October 9, 2018
The North-East Asia Development Cooperation Forum was held in Seoul, South Korea, on September 14 and 15, 2018. Nobuko Kayashima, then director of the JICA Research Institute, and Kazuhisa Arai, director general of the Evaluation Department at JICA, participated in the event.
Japan, China, South Korea, and Russia have all experienced being both the recipient and the donor of development assistance. This forum was begun in 2014 with the participation of international development societies from the four countries and was headed by the Subregional Office for East and North-East Asia at the United Nations ESCAP (Economic and Social Commission for Asia and the Pacific) as a place for the mutual sharing of knowledge and for the discussion of the possibility of collaboration with this experience.
The fifth forum was held this year with the theme of “Evaluating development cooperation of North-east Asian countries for the achievement of SDGs,” and discussions centered on status reports related to the evaluation of development cooperation activities, analysis of issues, the way these evaluations will be conducted in the future, and similar topics. Kayashima was a commenter for the “Policy/Programme Level Evaluation” session, and Arai was a presenter for the “Project Level Evaluation” session.
At this forum, presentations were made by representatives of aid organizations and researchers from the four countries regarding the current state of each country’s evaluations of development cooperation, and it was reported that Japan and South Korea conduct evaluations using the evaluation standards of the OECD Development Assistance Committee (DAC).
The presentations regarding China and Russia, on the other hand, emphasized that cooperation provided by these two countries took the form of South-South cooperation, unlike the assistance provided by developed countries, and would require an evaluation system that differed from DAC’s evaluation standards, even though evaluation of development cooperation had hardly been carried out yet. To be more specific, the discussion addressed the necessity for, and possibility of, incorporating “national ownership,” “horizontality,” “mutual benefit,” “soft power,” “economic benefits,” and “security benefits” into such evaluations.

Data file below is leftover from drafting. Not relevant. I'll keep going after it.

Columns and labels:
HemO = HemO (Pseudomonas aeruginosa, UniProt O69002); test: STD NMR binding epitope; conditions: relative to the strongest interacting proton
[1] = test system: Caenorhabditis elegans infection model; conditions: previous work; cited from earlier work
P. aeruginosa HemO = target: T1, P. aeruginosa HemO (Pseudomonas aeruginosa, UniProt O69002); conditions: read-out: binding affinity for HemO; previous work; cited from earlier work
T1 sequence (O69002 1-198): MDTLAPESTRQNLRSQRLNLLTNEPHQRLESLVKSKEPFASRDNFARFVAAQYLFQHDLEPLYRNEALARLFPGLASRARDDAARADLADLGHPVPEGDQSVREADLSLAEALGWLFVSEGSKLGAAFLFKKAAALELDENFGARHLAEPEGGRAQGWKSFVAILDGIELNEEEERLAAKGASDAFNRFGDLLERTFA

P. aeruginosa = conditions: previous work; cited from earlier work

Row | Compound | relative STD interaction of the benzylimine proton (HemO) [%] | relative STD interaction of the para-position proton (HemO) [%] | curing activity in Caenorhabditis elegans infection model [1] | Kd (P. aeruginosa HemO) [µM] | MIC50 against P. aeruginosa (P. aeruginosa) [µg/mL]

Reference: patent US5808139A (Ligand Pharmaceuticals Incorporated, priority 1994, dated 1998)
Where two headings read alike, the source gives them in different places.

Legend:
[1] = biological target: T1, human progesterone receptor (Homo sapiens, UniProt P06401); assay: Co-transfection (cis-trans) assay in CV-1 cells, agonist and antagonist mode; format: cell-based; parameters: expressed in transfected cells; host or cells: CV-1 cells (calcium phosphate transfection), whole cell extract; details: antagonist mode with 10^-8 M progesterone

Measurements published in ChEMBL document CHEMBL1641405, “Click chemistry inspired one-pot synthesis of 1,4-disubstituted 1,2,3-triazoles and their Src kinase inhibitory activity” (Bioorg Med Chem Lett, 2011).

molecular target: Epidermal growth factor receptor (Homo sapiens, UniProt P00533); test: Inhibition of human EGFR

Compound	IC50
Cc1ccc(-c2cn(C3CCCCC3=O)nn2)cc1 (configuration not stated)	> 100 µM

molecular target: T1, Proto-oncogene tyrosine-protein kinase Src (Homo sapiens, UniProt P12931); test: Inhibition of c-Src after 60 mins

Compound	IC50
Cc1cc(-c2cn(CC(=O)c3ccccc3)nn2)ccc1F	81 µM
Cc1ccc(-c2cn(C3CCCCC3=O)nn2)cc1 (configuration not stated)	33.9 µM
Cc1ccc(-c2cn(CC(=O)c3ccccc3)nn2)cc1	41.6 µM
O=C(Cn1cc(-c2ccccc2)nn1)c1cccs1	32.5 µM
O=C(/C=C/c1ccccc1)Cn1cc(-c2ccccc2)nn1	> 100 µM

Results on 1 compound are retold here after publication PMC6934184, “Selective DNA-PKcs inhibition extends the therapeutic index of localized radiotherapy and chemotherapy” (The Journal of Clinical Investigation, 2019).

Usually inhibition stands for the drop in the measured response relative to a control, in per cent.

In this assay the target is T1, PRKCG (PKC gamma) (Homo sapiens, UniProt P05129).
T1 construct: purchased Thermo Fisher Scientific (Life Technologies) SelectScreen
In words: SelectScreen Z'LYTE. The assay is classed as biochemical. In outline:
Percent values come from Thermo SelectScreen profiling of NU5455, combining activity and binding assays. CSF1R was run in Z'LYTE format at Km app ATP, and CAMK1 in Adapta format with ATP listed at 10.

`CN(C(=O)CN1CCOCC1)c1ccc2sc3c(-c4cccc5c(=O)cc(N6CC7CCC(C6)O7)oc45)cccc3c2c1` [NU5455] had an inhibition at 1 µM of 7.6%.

Kayashima said, “Going forward, it is necessary to examine the feasibility of incorporating these new aspects into evaluations. Studying evaluation methods of South-South cooperation by emerging donor countries is of great interest, in that the nature of cooperation projects will be clarified in terms of what results such projects will produce, and on whose behalf.”
Among the four participant countries, it was clear that Japan had by far the most experience in evaluation, having a two-stage evaluation system with the Ministry of Foreign Affairs of Japan and JICA, and conducts as many as 200 post-project evaluations per year. There was a significant difference in the number of cases when compared to South Korea, which had developed a similar evaluation system to Japan. For that reason, the Korean, Chinese, and Russian participants voiced loudly their wish for Japan to share its experiences regarding its evaluation efforts, and going forward, it would be desirable for Japanese knowledge to be shared at the respective levels of practitioners, researchers and others.
Looking back at the forum, Kayashima made the following remarks: “Japan’s official development assistance (ODA) has come to have a variety of new directions, including public-private partnerships and emphasis on national interests, and evaluating these projects will be an issue in the future. The continuous exchange of information regarding the form that evaluation of South-South cooperation by emerging donor countries will also be Japan’s benefit.”